env(safe-area-inset-right)
env(safe-area-inset-bottom)
env(safe-area-inset-left);

Uh ok! Weird! Now, nine months later, an “Unofficial Proposal Draft” for env() has landed. This is how specs work, as I understand it. Sometimes browser vendors …

The post CSS Environment Variables appeared first on CSS-Tricks.

What Houdini Means for Animating Transforms

I’ve been playing with CSS transforms for over five years and one thing that has always bugged me was that I couldn’t animate the components of a transform chain individually. This article is going to explain the problem, the old workaround, the new magic Houdini solution and, finally, will offer you a feast of eye candy through better looking examples than those used to illustrate concepts.

The Problem

In order to better understand the issue at hand, let’s consider the …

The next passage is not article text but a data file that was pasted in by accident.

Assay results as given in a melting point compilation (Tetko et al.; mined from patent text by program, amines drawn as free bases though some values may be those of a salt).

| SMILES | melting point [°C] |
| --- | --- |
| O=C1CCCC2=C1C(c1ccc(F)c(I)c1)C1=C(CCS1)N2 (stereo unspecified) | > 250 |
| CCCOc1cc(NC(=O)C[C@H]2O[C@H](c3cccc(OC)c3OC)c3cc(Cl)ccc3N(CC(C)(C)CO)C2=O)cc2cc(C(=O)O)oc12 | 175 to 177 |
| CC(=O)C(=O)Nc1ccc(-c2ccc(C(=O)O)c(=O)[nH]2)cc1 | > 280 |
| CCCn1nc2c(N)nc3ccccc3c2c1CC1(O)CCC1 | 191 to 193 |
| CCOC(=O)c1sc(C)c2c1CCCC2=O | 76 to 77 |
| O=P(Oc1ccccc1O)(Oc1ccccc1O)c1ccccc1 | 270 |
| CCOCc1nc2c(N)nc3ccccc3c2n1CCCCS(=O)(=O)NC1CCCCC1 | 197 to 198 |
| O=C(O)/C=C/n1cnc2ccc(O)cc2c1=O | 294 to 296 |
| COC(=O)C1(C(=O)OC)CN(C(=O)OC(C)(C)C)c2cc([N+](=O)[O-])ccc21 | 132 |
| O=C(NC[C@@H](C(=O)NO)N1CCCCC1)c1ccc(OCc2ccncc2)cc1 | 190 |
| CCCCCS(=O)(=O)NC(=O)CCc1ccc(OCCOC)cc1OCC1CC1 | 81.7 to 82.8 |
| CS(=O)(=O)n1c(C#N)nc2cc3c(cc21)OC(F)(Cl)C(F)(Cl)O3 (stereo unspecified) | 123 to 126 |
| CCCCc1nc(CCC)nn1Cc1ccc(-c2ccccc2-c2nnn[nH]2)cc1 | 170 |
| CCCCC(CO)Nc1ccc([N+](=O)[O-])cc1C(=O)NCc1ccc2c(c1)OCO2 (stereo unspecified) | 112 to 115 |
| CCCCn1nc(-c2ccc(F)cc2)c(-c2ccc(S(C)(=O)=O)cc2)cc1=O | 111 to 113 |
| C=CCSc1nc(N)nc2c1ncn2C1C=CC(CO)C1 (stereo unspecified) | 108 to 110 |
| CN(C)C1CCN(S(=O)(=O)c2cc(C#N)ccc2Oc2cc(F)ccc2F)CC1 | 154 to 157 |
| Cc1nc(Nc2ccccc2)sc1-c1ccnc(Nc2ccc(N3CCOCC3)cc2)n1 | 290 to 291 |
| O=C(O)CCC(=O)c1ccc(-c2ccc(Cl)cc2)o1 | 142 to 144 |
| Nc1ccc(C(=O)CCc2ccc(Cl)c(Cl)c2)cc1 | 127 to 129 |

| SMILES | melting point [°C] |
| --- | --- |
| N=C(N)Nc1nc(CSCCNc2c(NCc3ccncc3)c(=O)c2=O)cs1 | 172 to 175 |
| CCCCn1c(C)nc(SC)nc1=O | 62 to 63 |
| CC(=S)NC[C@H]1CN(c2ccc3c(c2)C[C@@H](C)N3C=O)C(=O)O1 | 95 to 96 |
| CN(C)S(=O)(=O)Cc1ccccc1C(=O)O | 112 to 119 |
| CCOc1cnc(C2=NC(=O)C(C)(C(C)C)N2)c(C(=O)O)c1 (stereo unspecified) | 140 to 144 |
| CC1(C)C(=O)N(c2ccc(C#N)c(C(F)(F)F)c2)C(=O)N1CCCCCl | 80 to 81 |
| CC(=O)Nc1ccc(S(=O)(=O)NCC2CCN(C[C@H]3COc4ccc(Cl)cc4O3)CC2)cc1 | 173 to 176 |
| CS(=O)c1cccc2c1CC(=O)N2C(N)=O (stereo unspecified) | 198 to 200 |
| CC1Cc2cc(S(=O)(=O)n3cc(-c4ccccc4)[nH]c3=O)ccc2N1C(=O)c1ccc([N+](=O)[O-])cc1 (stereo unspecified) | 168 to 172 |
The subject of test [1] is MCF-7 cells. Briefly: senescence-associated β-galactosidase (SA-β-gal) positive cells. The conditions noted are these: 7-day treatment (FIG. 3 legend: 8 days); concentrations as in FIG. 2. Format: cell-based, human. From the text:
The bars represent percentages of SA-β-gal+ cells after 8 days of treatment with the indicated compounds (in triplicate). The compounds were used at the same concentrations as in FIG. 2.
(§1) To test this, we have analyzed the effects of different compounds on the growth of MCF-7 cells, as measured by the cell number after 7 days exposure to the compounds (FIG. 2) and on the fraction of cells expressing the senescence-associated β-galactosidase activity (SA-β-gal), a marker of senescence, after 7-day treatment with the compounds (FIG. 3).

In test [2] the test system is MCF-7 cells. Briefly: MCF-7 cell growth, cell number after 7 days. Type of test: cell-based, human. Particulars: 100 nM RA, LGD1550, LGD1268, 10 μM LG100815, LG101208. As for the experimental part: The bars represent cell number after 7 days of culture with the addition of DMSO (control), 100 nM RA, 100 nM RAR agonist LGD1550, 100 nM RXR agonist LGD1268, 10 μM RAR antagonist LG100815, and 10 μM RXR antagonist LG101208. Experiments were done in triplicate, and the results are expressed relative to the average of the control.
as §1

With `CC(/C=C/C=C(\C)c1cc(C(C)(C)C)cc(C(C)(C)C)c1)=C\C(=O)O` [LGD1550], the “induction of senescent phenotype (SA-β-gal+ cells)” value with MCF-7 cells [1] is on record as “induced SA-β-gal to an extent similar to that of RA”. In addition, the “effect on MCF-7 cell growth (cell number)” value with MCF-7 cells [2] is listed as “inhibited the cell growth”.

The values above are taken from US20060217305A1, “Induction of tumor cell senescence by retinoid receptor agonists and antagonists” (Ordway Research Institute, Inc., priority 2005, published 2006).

The post What Houdini Means for Animating Transforms appeared first on CSS-Tricks.

Using Conic Gradients and CSS Variables to Create a Doughnut Chart Output for a Range Input

I recently came across this Pen and my first thought was that it could all be done with just three elements: a wrapper, a range input and an output. On the CSS side, this involves using a conic-gradient() with a stop set to a CSS variable.

The result we want to reproduce.

In mid 2015, Lea Verou unveiled a polyfill for conic-gradient() during a conference talk where she demoed how they can be used for creating pie charts. This …


Using Conic Gradients and CSS Variables to Create a Doughnut Chart Output for a Range Input is a post from CSS-Tricks

Using Conic Gradients and CSS Variables to Create a Doughnut Chart Output for a Range Input

I recently came across this Pen and my first thought was that it could all be done with just three elements: a wrapper, a range input and an output. On the CSS side, this involves using a conic-gradient() with a stop set to a CSS variable.

The result we want to reproduce.